The company, which specialises in esports but has also branched out into the B2B arena, is known for welcoming high-stakes 'sharp' bettors.
As was covered several years ago by the New York Times, however, Pinnacle also has a history as an offshore sportsbook.
The operator now adds the Alcohol and Gaming Commission of Ontario to its list of licensors, which also includes regulators in Malta, Sweden and Italy – but not the UK.
Its B2C offering will be available at some point in the near future, while its B2B arm Pinnacle Solution has also received approval for a Gaming-Related Supplier registration.
Paris Smith, Pinnacle CEO, said: “Ontario’s sports fans and bettors deserve the best betting opportunities and we’re excited to now service them with just that.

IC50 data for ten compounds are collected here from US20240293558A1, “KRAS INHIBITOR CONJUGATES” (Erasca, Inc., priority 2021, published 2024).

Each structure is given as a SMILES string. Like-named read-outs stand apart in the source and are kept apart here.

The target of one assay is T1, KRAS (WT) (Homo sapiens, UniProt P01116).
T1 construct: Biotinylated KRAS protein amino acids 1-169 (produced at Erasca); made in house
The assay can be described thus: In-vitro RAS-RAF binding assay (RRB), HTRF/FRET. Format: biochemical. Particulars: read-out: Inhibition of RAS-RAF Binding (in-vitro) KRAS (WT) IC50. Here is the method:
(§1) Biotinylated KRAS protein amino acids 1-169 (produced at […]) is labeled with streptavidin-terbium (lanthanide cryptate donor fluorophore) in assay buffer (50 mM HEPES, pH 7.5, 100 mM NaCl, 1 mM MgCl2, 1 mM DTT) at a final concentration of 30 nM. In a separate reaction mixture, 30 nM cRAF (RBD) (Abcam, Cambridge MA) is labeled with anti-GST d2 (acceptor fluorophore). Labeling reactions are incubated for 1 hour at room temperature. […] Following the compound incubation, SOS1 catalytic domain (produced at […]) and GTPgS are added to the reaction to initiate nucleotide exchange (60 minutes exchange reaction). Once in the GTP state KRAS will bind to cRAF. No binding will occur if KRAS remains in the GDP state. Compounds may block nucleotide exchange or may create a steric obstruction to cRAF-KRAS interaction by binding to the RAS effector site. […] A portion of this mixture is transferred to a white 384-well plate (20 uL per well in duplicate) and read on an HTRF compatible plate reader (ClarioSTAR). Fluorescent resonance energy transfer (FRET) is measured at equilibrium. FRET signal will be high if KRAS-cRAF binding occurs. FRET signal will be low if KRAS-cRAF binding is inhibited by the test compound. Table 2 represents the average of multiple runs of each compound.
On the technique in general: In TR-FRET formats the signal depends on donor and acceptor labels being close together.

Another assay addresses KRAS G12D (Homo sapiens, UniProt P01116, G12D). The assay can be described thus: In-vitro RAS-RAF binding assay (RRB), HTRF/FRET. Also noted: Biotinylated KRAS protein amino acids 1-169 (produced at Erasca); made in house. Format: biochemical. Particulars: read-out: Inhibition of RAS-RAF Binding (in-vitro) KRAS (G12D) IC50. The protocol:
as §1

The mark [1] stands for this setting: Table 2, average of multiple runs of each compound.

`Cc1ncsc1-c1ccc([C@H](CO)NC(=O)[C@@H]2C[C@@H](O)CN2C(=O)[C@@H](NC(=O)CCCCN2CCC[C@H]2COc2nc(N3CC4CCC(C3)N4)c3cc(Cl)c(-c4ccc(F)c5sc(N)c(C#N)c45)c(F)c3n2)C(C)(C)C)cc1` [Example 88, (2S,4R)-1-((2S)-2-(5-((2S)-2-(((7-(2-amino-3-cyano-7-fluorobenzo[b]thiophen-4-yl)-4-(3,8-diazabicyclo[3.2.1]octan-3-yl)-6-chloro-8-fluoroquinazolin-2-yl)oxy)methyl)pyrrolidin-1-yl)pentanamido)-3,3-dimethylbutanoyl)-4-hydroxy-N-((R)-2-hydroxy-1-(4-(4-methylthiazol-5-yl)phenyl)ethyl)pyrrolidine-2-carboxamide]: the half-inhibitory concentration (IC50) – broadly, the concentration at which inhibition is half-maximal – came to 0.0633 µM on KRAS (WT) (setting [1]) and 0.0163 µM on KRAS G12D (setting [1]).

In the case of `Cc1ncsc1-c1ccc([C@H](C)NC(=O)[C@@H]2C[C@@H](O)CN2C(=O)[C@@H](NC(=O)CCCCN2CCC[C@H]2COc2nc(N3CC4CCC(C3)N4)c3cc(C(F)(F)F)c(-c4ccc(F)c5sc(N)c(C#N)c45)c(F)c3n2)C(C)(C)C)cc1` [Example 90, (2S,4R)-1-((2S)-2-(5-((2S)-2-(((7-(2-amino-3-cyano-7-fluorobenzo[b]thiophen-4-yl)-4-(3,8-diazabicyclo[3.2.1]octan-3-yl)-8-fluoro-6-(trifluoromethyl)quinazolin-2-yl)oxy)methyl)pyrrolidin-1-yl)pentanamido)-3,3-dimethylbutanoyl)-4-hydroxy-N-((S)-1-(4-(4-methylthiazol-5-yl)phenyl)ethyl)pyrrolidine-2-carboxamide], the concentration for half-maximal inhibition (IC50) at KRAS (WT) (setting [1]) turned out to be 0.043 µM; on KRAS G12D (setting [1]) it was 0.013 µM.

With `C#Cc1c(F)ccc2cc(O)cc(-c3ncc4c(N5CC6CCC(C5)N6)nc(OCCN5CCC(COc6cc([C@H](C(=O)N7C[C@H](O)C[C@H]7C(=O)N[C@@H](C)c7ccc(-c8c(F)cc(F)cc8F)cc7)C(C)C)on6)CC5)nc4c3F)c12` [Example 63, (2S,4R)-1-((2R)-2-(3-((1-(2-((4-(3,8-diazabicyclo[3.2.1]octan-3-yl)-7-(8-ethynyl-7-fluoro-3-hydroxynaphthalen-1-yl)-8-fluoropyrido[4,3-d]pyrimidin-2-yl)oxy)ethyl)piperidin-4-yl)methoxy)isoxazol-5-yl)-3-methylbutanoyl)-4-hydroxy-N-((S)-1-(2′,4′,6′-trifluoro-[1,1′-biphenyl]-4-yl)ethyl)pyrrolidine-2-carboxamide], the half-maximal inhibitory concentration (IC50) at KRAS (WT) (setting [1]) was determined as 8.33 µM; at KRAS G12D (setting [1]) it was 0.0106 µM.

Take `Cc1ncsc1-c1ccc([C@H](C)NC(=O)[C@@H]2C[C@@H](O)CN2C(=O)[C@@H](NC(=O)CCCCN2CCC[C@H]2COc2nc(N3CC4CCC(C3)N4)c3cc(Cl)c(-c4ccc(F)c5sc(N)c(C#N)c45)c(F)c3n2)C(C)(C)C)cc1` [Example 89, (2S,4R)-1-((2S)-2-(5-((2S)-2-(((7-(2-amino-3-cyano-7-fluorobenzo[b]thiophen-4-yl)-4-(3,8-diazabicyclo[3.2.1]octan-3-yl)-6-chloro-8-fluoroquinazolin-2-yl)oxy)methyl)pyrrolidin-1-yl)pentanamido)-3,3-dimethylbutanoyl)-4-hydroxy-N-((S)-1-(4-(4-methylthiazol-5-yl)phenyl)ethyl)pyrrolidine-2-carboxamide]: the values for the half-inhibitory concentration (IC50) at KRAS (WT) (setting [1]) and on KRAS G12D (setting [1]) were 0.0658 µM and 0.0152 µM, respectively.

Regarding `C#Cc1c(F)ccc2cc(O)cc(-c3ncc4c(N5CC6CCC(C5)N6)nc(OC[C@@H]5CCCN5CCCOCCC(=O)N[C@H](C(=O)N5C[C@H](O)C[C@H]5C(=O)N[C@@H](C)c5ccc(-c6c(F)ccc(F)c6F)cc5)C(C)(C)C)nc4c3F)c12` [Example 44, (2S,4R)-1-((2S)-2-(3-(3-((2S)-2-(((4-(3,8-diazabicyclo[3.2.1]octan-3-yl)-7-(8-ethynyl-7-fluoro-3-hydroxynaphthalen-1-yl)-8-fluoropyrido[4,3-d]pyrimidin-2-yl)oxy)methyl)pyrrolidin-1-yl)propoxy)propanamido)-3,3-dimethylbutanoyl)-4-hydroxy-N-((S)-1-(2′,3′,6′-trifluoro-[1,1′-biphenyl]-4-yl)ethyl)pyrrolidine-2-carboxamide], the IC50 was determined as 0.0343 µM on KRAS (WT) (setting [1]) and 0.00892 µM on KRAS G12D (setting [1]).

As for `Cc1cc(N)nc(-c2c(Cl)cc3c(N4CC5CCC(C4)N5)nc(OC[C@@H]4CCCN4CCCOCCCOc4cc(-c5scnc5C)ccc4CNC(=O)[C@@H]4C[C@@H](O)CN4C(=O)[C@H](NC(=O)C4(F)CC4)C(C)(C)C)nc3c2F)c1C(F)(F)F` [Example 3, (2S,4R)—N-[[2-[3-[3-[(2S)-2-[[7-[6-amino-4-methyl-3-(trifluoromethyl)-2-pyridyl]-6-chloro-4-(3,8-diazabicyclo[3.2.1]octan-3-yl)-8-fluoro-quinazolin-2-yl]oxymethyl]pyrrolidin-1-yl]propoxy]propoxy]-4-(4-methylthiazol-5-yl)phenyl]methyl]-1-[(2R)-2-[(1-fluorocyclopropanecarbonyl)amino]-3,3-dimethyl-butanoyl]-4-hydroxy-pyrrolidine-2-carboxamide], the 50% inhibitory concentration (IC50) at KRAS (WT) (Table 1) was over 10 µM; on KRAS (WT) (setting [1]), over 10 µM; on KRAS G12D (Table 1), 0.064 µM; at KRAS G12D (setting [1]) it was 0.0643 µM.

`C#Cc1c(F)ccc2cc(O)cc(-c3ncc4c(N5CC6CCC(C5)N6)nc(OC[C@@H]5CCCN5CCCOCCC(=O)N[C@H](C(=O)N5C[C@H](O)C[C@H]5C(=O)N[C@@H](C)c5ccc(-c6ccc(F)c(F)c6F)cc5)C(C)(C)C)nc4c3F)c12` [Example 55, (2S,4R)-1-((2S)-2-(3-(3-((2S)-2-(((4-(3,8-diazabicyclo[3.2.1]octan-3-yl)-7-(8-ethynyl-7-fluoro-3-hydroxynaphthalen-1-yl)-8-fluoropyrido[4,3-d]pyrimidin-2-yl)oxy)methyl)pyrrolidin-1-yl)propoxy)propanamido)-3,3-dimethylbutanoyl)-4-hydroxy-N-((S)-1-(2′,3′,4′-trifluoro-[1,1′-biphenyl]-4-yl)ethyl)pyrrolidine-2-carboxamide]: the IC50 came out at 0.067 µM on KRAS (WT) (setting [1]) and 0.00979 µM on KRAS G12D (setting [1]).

“There’s a robust, fair regulatory regime in place, along with a knowledgeable sports and betting audience, and we’re excited to be able to take our ‘Winners Welcome’ mantra to the market and take Ontarian betting to the next level.”
Ontario has approved a vast array of licences since its launch earlier this year. Formerly a grey market, the Canadian jurisdiction's move to regulate on 4 April has been welcomed by many – although the scale of its regulation has received a mixed reception.
Some believe the region's policymakers have produced a worthy regulatory framework, following the consultation of industry stakeholders.
Others, meanwhile, feel Ontario has over-regulated from the off, with some commentators disappointed that the bulk of its revenue was accounted for by online casino between April and June.
A regulator can never win in this situation, though, and the two counter-arguments are ultimately somewhat predictable: of course iGaming will generate more gross gaming revenue than sports betting; and of course gambling companies will want less regulation.